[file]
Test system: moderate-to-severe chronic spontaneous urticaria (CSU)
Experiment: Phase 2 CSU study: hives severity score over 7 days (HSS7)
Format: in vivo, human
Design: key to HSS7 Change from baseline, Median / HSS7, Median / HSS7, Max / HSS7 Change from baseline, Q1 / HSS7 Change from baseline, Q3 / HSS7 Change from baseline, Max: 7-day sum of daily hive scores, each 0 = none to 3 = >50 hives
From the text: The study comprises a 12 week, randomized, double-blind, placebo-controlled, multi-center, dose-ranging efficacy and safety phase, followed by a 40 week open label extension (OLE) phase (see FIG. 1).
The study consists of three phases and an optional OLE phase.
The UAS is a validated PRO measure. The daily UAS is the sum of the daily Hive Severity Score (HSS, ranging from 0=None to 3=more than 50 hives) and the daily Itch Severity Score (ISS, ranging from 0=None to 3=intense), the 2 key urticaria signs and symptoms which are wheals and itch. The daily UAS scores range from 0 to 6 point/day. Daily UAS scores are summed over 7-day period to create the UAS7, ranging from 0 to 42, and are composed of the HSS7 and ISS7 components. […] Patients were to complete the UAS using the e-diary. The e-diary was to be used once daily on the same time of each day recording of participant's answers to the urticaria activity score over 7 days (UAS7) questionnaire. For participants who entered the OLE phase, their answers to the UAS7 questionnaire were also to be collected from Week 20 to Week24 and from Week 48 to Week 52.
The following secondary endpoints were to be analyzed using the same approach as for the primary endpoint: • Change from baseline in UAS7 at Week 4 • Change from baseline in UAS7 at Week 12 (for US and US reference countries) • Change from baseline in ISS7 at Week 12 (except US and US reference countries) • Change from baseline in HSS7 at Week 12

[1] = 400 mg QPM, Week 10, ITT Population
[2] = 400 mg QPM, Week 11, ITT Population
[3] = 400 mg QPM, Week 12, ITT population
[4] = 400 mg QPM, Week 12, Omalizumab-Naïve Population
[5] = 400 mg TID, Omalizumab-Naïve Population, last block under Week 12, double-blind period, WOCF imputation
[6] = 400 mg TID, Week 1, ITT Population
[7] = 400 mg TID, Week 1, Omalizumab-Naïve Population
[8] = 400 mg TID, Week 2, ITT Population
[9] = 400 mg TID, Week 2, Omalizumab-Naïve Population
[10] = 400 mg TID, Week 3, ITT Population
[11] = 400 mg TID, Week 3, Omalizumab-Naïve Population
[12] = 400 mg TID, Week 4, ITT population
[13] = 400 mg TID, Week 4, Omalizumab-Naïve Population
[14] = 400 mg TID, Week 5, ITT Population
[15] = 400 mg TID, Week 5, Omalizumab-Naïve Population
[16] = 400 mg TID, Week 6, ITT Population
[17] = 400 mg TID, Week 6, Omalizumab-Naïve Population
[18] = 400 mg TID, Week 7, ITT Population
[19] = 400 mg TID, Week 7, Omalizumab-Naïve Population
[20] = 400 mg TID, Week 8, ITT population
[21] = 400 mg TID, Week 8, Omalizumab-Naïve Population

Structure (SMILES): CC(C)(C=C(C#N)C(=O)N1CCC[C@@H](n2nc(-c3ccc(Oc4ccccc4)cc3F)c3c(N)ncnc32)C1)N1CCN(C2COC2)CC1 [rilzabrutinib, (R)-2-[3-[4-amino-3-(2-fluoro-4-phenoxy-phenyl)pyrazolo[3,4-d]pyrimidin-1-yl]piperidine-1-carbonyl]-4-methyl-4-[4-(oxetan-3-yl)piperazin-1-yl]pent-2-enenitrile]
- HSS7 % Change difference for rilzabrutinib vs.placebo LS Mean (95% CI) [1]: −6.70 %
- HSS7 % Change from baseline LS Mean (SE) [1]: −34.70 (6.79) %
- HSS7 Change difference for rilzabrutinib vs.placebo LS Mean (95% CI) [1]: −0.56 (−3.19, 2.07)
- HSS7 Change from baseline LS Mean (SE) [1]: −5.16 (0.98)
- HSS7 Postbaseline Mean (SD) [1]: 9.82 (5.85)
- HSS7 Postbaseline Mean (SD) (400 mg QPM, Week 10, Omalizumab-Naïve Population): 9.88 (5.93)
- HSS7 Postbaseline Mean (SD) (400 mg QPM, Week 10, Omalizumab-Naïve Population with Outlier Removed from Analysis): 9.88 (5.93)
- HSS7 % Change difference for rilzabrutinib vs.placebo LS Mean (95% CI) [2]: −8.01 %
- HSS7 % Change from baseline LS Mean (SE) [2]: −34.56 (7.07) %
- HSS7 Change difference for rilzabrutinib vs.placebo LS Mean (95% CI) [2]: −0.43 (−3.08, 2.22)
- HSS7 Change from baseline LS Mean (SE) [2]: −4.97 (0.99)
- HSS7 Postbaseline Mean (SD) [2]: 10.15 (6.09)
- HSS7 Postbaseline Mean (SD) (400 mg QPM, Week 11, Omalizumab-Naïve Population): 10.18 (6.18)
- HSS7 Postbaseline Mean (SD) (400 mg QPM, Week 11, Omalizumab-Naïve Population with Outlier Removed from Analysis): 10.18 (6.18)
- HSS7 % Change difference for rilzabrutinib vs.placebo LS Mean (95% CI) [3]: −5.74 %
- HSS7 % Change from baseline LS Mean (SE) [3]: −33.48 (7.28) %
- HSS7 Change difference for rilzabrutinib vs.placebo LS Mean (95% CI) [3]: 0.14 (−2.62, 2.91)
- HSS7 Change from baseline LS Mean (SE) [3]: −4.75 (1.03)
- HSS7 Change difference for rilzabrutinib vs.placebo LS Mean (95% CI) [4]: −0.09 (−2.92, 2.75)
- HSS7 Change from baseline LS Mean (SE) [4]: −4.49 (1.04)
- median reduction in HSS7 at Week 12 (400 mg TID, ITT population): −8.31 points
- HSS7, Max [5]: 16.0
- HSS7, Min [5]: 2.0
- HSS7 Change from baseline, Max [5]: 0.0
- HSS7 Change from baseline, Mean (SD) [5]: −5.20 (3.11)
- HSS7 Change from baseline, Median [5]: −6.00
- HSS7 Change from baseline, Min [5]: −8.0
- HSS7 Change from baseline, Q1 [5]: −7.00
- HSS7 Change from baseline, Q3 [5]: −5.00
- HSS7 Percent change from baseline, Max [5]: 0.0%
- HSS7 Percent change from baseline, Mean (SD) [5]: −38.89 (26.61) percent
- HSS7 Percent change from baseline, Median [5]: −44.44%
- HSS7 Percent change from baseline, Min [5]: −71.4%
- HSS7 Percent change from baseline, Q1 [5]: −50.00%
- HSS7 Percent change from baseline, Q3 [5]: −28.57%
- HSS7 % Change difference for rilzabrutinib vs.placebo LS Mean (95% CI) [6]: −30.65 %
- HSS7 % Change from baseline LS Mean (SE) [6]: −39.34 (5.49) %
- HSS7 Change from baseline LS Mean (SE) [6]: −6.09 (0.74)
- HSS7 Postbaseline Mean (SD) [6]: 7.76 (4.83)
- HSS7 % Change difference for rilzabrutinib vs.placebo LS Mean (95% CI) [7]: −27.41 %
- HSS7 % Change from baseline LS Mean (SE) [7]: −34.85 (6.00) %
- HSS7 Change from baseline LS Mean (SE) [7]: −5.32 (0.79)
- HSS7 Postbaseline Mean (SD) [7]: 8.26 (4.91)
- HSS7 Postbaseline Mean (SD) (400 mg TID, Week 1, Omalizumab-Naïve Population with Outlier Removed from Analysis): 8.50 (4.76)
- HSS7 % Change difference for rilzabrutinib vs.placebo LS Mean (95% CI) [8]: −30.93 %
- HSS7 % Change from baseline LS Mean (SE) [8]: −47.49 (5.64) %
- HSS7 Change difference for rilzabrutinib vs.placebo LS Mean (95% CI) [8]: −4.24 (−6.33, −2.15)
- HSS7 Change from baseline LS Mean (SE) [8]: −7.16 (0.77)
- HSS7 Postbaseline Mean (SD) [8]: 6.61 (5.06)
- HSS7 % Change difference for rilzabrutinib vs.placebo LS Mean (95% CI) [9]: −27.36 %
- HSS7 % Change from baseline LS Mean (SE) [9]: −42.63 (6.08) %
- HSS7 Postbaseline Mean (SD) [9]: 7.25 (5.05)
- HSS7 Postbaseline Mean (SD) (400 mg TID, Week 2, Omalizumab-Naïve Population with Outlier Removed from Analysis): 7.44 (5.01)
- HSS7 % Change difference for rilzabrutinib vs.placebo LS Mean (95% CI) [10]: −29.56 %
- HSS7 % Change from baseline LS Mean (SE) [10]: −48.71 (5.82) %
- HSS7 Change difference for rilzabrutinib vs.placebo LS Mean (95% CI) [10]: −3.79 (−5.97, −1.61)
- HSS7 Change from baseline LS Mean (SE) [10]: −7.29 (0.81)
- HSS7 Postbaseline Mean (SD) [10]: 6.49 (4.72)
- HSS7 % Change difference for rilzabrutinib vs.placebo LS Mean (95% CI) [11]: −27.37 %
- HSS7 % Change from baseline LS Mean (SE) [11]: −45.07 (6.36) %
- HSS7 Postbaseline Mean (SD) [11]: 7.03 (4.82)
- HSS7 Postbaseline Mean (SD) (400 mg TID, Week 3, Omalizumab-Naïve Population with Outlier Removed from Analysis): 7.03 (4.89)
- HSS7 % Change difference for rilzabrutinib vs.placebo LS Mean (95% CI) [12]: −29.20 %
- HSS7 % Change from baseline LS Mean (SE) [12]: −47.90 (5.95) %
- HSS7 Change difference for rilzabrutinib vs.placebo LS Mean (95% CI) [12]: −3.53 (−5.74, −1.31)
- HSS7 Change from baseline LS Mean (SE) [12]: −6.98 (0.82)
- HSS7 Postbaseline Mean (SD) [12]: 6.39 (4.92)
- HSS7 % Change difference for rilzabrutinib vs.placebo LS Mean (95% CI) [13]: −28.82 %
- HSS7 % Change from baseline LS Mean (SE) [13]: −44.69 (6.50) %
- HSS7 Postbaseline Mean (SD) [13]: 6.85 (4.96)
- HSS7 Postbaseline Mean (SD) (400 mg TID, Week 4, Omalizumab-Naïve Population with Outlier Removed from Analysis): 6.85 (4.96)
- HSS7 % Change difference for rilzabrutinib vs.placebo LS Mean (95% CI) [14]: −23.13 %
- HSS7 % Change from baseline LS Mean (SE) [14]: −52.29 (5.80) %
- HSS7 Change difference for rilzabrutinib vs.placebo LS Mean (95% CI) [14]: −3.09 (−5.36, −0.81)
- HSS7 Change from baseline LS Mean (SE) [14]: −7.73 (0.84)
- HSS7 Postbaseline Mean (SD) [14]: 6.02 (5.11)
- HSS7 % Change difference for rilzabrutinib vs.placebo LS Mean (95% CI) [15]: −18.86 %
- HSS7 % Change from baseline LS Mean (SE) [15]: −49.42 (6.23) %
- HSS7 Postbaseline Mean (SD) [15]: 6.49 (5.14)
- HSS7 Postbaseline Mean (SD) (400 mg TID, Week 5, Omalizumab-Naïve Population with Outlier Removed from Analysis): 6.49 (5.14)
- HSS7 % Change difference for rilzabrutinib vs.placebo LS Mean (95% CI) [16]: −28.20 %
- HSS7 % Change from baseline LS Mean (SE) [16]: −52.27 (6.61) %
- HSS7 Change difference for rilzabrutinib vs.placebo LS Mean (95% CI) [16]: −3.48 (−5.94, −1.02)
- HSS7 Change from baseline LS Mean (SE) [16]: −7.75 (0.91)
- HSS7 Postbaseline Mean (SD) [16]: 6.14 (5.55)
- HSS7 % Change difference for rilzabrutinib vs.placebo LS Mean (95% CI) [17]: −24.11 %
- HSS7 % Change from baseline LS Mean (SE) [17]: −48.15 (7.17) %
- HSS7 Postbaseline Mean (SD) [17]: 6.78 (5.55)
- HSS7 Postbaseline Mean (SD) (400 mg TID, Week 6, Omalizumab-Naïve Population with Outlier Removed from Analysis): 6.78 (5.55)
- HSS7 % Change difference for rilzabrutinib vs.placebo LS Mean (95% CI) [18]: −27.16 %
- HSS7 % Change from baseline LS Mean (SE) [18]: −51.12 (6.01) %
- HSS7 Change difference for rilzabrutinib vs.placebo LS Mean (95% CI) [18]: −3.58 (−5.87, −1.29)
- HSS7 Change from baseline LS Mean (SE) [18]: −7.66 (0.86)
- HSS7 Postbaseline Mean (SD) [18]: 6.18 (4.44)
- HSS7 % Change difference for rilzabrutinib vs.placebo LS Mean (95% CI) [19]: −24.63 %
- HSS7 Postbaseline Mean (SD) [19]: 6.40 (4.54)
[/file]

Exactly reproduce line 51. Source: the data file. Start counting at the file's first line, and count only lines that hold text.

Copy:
- median reduction in HSS7 at Week 12 (400 mg TID, ITT population): −8.31 points